Pastries of this type can be found all over Central and Eastern Europe, very similar to treats that are popular in Balkan and Middle Eastern countries, where it is often known by the Greek name, filo - used to make rich, buttery baklava among other delicacies.
The Germans who settled Colonial America brought this tasty confection with them, where it joined the host of other delectable pastries that make up America's melting pot of goodies. These settlers incorporated the New World's bounty to make their strudels, utilizing fruits such as cranberries, cherries and pears, as well as citrus and spices that made their way to America's port cities of Philadelphia, New York and Wilmington.
The Germans had other pastries of course, such as tortes and Murbeteig (a rich tart pastry), but the difference with strudel is the fact that it is paper-thin. This makes for a delicious, delicate pastry crust, but it also means that it can be difficult to make and work with. Luckily filo (or phyllo) dough is a fine alternative and easily found in the freezer section of most supermarkets. It also makes the assembly of this strudel-like pie extremely quick and easy, nice for a weeknight supper, or a potluck party like I made it for this weekend - our neighborhood Oktoberfest.
The genesis of this recipe comes from my husband. He had taken a trip to Austria right around the time we started dating and raved about the apple strudel he had there. So I began a search for an apple strudel recipe I could whip up to impress him and came across this delightful spin on the traditional dish. Instead of wrapping the filling inside the pastry, thin sheets of filo dough are used to line a pie plate, creating a thin crust to house juicy apples mixed with brown sugar, spices and a touch of brandy. While not as rich as a typical strudel, it is very tasty - a great way to use autumn's apple harvest!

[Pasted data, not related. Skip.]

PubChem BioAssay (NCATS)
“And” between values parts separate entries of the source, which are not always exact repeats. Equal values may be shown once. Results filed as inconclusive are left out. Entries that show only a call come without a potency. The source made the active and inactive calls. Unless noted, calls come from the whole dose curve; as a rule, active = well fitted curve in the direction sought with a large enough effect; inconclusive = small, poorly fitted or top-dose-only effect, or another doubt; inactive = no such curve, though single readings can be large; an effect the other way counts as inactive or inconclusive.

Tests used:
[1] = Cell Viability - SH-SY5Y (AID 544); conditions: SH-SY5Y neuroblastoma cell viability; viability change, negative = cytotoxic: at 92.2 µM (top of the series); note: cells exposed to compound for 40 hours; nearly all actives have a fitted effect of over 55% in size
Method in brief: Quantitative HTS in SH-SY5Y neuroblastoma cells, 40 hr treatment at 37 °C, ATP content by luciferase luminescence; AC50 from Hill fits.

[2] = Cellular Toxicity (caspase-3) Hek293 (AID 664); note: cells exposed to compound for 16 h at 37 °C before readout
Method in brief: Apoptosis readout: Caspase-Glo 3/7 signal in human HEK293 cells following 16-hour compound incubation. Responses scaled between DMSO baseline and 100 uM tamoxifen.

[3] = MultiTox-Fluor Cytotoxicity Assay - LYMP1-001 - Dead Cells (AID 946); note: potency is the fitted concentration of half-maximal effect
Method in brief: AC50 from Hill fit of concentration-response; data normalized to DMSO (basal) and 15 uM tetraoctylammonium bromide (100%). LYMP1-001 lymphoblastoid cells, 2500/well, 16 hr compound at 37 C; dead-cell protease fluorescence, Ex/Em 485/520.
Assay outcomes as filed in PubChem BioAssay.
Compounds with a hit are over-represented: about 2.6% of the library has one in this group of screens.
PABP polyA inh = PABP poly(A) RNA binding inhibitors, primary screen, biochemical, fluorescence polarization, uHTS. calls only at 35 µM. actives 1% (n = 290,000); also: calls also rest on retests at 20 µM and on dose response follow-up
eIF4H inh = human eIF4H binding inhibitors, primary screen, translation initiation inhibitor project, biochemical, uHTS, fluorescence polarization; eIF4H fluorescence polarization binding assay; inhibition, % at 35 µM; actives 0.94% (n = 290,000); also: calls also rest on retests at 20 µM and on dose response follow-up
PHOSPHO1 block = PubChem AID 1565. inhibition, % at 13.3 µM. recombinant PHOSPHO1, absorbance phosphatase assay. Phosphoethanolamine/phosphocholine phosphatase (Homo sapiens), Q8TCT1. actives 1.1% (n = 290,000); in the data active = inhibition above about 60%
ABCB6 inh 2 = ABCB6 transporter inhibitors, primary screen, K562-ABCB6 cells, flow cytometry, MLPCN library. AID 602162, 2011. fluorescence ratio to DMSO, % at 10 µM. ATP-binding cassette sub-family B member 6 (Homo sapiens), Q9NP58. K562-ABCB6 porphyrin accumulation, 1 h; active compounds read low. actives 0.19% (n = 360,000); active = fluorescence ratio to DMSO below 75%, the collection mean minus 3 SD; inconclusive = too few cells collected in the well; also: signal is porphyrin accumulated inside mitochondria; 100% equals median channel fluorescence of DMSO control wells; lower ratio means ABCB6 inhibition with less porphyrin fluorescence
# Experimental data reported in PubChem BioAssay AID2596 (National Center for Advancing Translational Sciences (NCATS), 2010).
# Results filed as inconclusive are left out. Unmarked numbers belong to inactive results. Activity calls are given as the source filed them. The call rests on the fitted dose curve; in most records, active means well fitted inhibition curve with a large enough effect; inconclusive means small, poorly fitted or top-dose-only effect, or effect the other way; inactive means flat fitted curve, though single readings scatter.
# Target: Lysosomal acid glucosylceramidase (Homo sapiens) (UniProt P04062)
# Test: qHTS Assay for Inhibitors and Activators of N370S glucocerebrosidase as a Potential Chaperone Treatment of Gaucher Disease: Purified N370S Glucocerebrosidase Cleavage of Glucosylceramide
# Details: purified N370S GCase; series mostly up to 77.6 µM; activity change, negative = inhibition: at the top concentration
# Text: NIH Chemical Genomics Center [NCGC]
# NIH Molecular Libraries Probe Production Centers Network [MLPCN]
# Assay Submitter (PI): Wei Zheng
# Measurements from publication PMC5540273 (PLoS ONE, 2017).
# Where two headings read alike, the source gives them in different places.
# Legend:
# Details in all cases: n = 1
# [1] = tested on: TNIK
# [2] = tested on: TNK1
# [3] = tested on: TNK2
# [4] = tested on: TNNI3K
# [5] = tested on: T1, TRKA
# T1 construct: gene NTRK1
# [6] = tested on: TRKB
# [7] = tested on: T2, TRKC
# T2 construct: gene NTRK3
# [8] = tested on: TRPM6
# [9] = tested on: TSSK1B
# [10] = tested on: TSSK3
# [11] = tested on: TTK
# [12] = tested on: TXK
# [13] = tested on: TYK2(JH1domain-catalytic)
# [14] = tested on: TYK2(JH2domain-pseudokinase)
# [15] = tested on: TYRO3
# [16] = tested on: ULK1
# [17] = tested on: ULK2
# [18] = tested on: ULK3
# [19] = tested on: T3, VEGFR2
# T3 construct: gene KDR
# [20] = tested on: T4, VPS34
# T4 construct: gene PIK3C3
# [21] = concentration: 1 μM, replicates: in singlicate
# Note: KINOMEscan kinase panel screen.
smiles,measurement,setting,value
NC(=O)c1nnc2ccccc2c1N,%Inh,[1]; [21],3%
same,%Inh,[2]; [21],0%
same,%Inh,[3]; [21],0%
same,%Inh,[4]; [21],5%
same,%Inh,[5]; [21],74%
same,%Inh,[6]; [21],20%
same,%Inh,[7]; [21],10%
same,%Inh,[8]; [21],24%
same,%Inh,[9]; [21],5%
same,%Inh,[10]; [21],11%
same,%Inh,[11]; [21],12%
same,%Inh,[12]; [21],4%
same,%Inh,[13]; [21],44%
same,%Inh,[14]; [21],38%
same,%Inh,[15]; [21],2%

Apple Strudel Pie
- 6 sheets filo dough, defrosted
- 1 1/2 tsp butter, melted
- 3 apples (Golden Delicious is preferred type)
- 2 tbsp lemon juice
- 1/4 cup firmly packed brown sugar
- 2 tbsp flour
- 1 tsp grated lemon peel
- 1/2 tsp cinnamon
- Pinch freshly grated nutmeg
- 1 tbsp brandy or cognac
- 2 tbsp apricot jam
- Preheat oven to 350F. Lightly spray a 9-in. pie plate with cooking spray. Working quickly (since filo dries out very quickly), center one sheet of filo over the plate, and then working clockwise, place the others inside so that the sheets create a circle much larger than the plate. Brush with melted butter and then roll the dough up, forming a crown around the rim of the pie plate. Brush with more butter and set aside.
- Peel core and thinly slice apples. Toss immediately with the lemon juice to prevent browning and then add the sugar, flour, lemon peel, cinnamon, nutmeg and brandy. Toss to coat evenly, then pack into the pie plate and bake in the center of the oven for 50 min, brushing the pastry with butter a few times during cooking.
- While the pie is still hot, heat the jam in a small saucepan and paint it over the top of the pie with a pastry brush. Serve warm or at room temperature.
Sources: The Oxford Companion to Food by Alan Davidson; City Tavern Baking & Dessert Cookbook by Walter Staib; Classic Home Desserts by Richard Sax.